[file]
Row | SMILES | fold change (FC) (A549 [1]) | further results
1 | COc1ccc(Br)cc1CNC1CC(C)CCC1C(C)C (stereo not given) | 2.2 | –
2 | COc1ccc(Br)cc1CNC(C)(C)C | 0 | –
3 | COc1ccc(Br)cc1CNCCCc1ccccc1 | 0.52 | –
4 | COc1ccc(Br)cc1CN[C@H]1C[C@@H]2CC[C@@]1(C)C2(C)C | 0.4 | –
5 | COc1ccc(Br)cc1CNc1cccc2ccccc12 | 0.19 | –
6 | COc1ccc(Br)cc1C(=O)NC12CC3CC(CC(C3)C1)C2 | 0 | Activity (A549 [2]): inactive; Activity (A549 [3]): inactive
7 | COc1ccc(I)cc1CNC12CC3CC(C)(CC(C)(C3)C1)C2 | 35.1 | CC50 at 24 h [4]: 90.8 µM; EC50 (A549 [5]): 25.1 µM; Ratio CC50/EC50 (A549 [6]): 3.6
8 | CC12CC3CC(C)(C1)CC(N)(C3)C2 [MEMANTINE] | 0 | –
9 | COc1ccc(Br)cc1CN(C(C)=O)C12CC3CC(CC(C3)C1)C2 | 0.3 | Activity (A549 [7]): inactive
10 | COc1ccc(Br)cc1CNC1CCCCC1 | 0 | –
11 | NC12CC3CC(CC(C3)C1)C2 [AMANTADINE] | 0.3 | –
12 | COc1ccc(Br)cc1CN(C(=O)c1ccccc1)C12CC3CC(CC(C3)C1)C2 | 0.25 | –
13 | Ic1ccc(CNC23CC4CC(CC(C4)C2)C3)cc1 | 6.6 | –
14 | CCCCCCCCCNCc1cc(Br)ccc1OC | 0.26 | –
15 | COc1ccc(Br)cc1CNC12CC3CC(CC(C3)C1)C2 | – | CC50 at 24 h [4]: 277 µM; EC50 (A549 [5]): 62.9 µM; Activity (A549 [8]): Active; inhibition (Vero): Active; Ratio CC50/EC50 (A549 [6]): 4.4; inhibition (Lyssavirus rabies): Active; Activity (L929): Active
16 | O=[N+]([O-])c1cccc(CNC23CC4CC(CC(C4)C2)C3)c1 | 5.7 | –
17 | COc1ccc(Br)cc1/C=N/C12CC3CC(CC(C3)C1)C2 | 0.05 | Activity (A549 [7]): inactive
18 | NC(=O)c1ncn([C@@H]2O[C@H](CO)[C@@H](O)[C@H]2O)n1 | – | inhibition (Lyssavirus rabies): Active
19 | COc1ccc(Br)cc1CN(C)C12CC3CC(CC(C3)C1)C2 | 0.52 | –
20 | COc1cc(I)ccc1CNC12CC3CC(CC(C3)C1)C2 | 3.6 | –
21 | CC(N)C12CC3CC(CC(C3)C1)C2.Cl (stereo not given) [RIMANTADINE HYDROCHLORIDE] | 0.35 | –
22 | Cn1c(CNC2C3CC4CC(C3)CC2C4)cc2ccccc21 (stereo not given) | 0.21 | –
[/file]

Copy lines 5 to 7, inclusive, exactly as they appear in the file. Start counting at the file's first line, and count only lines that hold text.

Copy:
4 | COc1ccc(Br)cc1CN[C@H]1C[C@@H]2CC[C@@]1(C)C2(C)C | 0.4 | –
5 | COc1ccc(Br)cc1CNc1cccc2ccccc12 | 0.19 | –
6 | COc1ccc(Br)cc1C(=O)NC12CC3CC(CC(C3)C1)C2 | 0 | Activity (A549 [2]): inactive; Activity (A549 [3]): inactive